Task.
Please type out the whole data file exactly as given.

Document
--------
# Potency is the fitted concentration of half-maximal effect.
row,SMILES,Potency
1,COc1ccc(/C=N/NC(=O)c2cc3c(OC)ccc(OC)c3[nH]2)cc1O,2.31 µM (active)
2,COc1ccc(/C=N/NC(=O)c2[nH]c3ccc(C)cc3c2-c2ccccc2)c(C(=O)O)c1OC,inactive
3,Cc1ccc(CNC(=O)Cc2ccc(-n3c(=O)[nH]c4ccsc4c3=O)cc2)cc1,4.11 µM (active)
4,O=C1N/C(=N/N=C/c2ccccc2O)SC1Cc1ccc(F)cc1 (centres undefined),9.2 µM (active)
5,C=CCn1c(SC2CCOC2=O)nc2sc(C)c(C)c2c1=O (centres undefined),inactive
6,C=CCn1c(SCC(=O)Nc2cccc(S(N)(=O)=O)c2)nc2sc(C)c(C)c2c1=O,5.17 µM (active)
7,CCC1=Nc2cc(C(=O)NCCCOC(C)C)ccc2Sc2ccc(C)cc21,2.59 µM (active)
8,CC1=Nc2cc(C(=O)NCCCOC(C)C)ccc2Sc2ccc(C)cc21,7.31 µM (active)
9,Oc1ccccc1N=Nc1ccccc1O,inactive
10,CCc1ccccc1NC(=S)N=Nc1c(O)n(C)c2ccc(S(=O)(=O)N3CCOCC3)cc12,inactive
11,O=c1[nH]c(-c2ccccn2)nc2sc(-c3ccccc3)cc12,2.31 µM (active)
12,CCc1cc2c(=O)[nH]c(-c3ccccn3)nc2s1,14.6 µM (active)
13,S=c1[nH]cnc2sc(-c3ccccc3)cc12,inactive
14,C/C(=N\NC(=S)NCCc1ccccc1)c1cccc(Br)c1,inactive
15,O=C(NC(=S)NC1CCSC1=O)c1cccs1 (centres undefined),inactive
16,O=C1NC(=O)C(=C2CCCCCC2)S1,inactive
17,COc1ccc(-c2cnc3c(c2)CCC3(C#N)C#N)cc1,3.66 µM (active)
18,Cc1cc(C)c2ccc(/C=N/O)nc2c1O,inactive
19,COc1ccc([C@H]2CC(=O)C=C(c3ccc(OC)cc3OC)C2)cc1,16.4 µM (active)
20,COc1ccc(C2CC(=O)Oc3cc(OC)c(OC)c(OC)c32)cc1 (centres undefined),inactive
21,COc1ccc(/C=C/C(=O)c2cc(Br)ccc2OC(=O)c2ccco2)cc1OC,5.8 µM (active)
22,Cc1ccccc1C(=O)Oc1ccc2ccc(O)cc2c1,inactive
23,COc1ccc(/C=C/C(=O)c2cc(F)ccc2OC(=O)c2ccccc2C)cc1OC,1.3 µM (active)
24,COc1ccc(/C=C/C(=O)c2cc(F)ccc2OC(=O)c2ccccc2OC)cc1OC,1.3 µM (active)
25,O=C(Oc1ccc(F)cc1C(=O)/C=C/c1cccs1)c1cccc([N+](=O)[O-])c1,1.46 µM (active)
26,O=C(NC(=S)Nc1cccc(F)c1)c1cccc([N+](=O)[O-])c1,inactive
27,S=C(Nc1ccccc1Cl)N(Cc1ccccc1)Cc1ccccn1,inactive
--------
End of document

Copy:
# Potency is the fitted concentration of half-maximal effect.
row,SMILES,Potency
1,COc1ccc(/C=N/NC(=O)c2cc3c(OC)ccc(OC)c3[nH]2)cc1O,2.31 µM (active)
2,COc1ccc(/C=N/NC(=O)c2[nH]c3ccc(C)cc3c2-c2ccccc2)c(C(=O)O)c1OC,inactive
3,Cc1ccc(CNC(=O)Cc2ccc(-n3c(=O)[nH]c4ccsc4c3=O)cc2)cc1,4.11 µM (active)
4,O=C1N/C(=N/N=C/c2ccccc2O)SC1Cc1ccc(F)cc1 (centres undefined),9.2 µM (active)
5,C=CCn1c(SC2CCOC2=O)nc2sc(C)c(C)c2c1=O (centres undefined),inactive
6,C=CCn1c(SCC(=O)Nc2cccc(S(N)(=O)=O)c2)nc2sc(C)c(C)c2c1=O,5.17 µM (active)
7,CCC1=Nc2cc(C(=O)NCCCOC(C)C)ccc2Sc2ccc(C)cc21,2.59 µM (active)
8,CC1=Nc2cc(C(=O)NCCCOC(C)C)ccc2Sc2ccc(C)cc21,7.31 µM (active)
9,Oc1ccccc1N=Nc1ccccc1O,inactive
10,CCc1ccccc1NC(=S)N=Nc1c(O)n(C)c2ccc(S(=O)(=O)N3CCOCC3)cc12,inactive
11,O=c1[nH]c(-c2ccccn2)nc2sc(-c3ccccc3)cc12,2.31 µM (active)
12,CCc1cc2c(=O)[nH]c(-c3ccccn3)nc2s1,14.6 µM (active)
13,S=c1[nH]cnc2sc(-c3ccccc3)cc12,inactive
14,C/C(=N\NC(=S)NCCc1ccccc1)c1cccc(Br)c1,inactive
15,O=C(NC(=S)NC1CCSC1=O)c1cccs1 (centres undefined),inactive
16,O=C1NC(=O)C(=C2CCCCCC2)S1,inactive
17,COc1ccc(-c2cnc3c(c2)CCC3(C#N)C#N)cc1,3.66 µM (active)
18,Cc1cc(C)c2ccc(/C=N/O)nc2c1O,inactive
19,COc1ccc([C@H]2CC(=O)C=C(c3ccc(OC)cc3OC)C2)cc1,16.4 µM (active)
20,COc1ccc(C2CC(=O)Oc3cc(OC)c(OC)c(OC)c32)cc1 (centres undefined),inactive
21,COc1ccc(/C=C/C(=O)c2cc(Br)ccc2OC(=O)c2ccco2)cc1OC,5.8 µM (active)
22,Cc1ccccc1C(=O)Oc1ccc2ccc(O)cc2c1,inactive
23,COc1ccc(/C=C/C(=O)c2cc(F)ccc2OC(=O)c2ccccc2C)cc1OC,1.3 µM (active)
24,COc1ccc(/C=C/C(=O)c2cc(F)ccc2OC(=O)c2ccccc2OC)cc1OC,1.3 µM (active)
25,O=C(Oc1ccc(F)cc1C(=O)/C=C/c1cccs1)c1cccc([N+](=O)[O-])c1,1.46 µM (active)
26,O=C(NC(=S)Nc1cccc(F)c1)c1cccc([N+](=O)[O-])c1,inactive
27,S=C(Nc1ccccc1Cl)N(Cc1ccccc1)Cc1ccccn1,inactive